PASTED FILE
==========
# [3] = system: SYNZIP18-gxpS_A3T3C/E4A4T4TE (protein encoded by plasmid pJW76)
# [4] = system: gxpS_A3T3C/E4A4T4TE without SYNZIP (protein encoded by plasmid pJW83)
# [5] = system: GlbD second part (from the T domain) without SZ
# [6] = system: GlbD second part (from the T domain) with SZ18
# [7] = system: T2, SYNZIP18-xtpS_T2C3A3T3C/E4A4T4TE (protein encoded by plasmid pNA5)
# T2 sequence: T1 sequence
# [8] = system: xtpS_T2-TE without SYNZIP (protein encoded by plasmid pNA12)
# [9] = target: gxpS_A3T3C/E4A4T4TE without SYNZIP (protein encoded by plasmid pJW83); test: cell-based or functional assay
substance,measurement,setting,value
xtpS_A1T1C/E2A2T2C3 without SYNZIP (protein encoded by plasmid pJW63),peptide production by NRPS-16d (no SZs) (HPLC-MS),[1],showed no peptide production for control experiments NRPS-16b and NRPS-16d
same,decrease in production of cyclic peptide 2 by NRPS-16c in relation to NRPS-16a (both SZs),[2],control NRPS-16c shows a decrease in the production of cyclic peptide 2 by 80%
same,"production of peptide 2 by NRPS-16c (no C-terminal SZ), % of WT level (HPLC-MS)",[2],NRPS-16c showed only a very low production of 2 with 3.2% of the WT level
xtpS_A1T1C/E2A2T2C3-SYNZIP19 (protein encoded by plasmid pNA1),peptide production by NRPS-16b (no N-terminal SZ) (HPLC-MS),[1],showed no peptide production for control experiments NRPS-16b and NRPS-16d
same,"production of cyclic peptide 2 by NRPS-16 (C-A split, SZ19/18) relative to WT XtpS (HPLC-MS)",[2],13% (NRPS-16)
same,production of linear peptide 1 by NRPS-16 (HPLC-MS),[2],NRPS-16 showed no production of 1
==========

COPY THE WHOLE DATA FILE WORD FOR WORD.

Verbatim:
# [3] = system: SYNZIP18-gxpS_A3T3C/E4A4T4TE (protein encoded by plasmid pJW76)
# [4] = system: gxpS_A3T3C/E4A4T4TE without SYNZIP (protein encoded by plasmid pJW83)
# [5] = system: GlbD second part (from the T domain) without SZ
# [6] = system: GlbD second part (from the T domain) with SZ18
# [7] = system: T2, SYNZIP18-xtpS_T2C3A3T3C/E4A4T4TE (protein encoded by plasmid pNA5)
# T2 sequence: T1 sequence
# [8] = system: xtpS_T2-TE without SYNZIP (protein encoded by plasmid pNA12)
# [9] = target: gxpS_A3T3C/E4A4T4TE without SYNZIP (protein encoded by plasmid pJW83); test: cell-based or functional assay
substance,measurement,setting,value
xtpS_A1T1C/E2A2T2C3 without SYNZIP (protein encoded by plasmid pJW63),peptide production by NRPS-16d (no SZs) (HPLC-MS),[1],showed no peptide production for control experiments NRPS-16b and NRPS-16d
same,decrease in production of cyclic peptide 2 by NRPS-16c in relation to NRPS-16a (both SZs),[2],control NRPS-16c shows a decrease in the production of cyclic peptide 2 by 80%
same,"production of peptide 2 by NRPS-16c (no C-terminal SZ), % of WT level (HPLC-MS)",[2],NRPS-16c showed only a very low production of 2 with 3.2% of the WT level
xtpS_A1T1C/E2A2T2C3-SYNZIP19 (protein encoded by plasmid pNA1),peptide production by NRPS-16b (no N-terminal SZ) (HPLC-MS),[1],showed no peptide production for control experiments NRPS-16b and NRPS-16d
same,"production of cyclic peptide 2 by NRPS-16 (C-A split, SZ19/18) relative to WT XtpS (HPLC-MS)",[2],13% (NRPS-16)
same,production of linear peptide 1 by NRPS-16 (HPLC-MS),[2],NRPS-16 showed no production of 1